Pay to Play (are fees really the answer?)

Earlier this month–January 10th, to be exact–Washington Park officially became a pay-to-park destination. The Rose Garden, Japanese Garden, Children’s Museum, Oregon Zoo, the huge playground and the archery range: all of those have parking spaces that fall under Portland Parks and Rec jurisdiction, and now they all cost money.

Washington Park pay to park meters(a new addition to Washington Park parking)

At first, I thought it was a good idea. If you drive to the Washington Park, why not pay for it? It seems like a good way to incentivize transit use or alternative transportation, and the money collected gets reinvested into improvements for the park. It’s not that different from parking meters downtown: if you bring a car, expect to pay for the space it takes up.

The more I think about it, though, the more I think it’s setting a bad precedent.

First of all, this seems somewhat akin to saying “hey, if you have disposable income you’re welcome to use Washington Park; if not, go play somewhere else.” There are some transit options, of course. The MAX has one stop that serves the Oregon Zoo and Children’s Museum, though from there it’s quite a hike to other Washington Park attractions. And the 63 bus runs through the park, but only every hour, and only on weekdays between 7am and 5pm (i.e. not when many people are likely to have free time to go to the park). Until transit throughout the park is a viable option, I’m not convinced that this isn’t a somewhat classist (even if inadvertently so) policy.

But other than that, it just seems like the wrong message to send: Washington Park improvements and upkeep will be paid for by the people who drive there and use it. That is, the responsibility of the upkeep falls to the users–sort of like saying that if you have a kid in school, you should pay for school, but if you don’t there’s no reason to put your money toward something you don’t use, right? It seems like more and more things in Portland are funded this way, where one specific fee goes toward one specific thing, and we’ve lost track of the idea that some things might be public services that everyone has a part to uphold. Maybe parks aren’t one of those things, but I wish that would be the conversation.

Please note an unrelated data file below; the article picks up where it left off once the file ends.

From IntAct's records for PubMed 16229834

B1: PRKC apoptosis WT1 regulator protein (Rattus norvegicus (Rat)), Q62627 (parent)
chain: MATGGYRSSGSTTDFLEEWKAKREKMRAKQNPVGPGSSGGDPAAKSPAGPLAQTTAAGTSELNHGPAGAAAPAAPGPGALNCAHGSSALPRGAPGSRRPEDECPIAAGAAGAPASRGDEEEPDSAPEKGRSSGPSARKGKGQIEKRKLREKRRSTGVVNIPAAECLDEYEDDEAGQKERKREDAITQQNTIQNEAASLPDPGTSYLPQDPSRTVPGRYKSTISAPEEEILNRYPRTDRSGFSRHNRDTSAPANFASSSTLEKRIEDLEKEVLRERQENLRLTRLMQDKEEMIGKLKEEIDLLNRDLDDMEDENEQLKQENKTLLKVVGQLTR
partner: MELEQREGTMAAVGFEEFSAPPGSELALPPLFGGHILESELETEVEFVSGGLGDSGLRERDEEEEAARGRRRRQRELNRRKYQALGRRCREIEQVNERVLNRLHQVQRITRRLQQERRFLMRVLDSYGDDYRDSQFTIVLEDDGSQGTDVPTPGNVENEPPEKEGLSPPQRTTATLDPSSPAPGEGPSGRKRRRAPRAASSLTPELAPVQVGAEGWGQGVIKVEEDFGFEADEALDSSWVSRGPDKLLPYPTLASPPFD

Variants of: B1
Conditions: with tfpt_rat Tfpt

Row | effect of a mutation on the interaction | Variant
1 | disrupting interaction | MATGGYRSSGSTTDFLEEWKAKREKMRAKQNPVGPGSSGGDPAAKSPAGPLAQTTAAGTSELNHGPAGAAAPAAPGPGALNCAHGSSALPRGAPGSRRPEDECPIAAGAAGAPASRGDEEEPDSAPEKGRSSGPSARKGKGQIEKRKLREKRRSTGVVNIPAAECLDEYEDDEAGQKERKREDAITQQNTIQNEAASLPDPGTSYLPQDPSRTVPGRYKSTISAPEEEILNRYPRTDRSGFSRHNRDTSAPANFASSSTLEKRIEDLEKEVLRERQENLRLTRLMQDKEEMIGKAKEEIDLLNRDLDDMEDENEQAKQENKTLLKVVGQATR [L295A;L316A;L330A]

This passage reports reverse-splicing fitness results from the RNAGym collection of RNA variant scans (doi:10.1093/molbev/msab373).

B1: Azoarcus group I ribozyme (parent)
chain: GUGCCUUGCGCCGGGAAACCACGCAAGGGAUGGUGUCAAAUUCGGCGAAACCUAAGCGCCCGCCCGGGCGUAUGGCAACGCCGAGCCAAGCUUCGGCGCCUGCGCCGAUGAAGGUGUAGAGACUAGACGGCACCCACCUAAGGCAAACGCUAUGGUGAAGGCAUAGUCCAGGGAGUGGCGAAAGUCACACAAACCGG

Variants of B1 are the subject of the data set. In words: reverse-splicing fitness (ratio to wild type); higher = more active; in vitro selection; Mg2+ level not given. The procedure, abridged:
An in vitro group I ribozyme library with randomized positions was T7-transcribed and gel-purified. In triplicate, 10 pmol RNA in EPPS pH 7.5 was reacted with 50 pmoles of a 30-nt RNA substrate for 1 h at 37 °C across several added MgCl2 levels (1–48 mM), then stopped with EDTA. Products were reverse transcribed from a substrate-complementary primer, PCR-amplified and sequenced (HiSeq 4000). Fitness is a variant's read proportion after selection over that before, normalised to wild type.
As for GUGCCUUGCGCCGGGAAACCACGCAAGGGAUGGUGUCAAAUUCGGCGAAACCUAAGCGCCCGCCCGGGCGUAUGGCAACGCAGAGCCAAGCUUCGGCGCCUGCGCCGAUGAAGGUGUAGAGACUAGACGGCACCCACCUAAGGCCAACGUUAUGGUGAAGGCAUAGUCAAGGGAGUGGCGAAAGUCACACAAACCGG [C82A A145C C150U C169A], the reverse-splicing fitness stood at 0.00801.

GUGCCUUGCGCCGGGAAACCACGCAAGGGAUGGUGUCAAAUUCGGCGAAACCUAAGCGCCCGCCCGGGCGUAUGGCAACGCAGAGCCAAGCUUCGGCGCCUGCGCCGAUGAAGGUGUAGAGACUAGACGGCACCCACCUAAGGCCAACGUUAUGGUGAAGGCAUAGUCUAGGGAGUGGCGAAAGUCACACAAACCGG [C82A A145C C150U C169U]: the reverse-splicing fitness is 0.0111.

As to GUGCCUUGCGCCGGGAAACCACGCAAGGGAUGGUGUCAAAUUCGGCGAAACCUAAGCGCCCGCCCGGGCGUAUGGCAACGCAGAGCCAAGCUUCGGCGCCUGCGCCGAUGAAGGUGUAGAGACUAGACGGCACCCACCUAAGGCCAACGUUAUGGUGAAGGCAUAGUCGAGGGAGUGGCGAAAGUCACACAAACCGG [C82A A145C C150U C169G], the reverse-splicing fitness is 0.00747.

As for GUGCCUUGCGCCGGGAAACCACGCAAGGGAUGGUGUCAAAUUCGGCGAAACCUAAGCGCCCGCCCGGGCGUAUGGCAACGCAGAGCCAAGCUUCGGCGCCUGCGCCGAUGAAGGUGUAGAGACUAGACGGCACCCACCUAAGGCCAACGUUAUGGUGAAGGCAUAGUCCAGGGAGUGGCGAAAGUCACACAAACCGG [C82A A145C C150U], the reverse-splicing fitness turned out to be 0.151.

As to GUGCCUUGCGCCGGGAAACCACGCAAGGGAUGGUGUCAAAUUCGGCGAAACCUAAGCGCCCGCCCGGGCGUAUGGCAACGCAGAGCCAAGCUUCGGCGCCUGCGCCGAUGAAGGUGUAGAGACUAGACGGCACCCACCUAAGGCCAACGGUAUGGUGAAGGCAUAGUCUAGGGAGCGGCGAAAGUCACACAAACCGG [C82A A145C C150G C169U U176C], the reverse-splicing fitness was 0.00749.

I’m all for paying for parking. Don’t get me wrong. I think it’s great that there are meters in Portland and I think it’s reasonable to expect that you might pay to use space. But I guess I’m a little worried that it seems there’s no coherent whole about how money gets apportioned, and I don’t like the super-individualistic idea that you only pay for what you use, everyone else be damned. Certainly there are things that we, as a civilized society, have decided are for the common good, and those things should be paid for by everyone via taxes, not user fees. Again, maybe parks and greenspaces aren’t one of those things–and maybe I just don’t understand how this works (the city’s finances are definitely not my forte)–but this strikes me as a step in the wrong direction.

Push me on this. Any thoughts?


  1. I do like that you’re thinking about access for all. It makes sense that the parks be available to people that want a low cost entertainment option.

    But have you ever tried to park there? When we’ve had parents in town, the Rose garden is a popular destination. And since our parents couldn’t make the trek up the hill easily, it’s the only time we’ve ever tried to drive up there. But finding a parking spot during summer, spring or even fall is a terrific undertaking. It usually took no less than 1/2 an hour to find a spot, if ANY can be found at all. We often have to drop off our guests, park on a residental street, and then just run back to our guests. Parking up there is REALLY limited (save the zoo). And all the car traffic really does degrade the experience, especially when cars are backed up and idling waiting for a spot.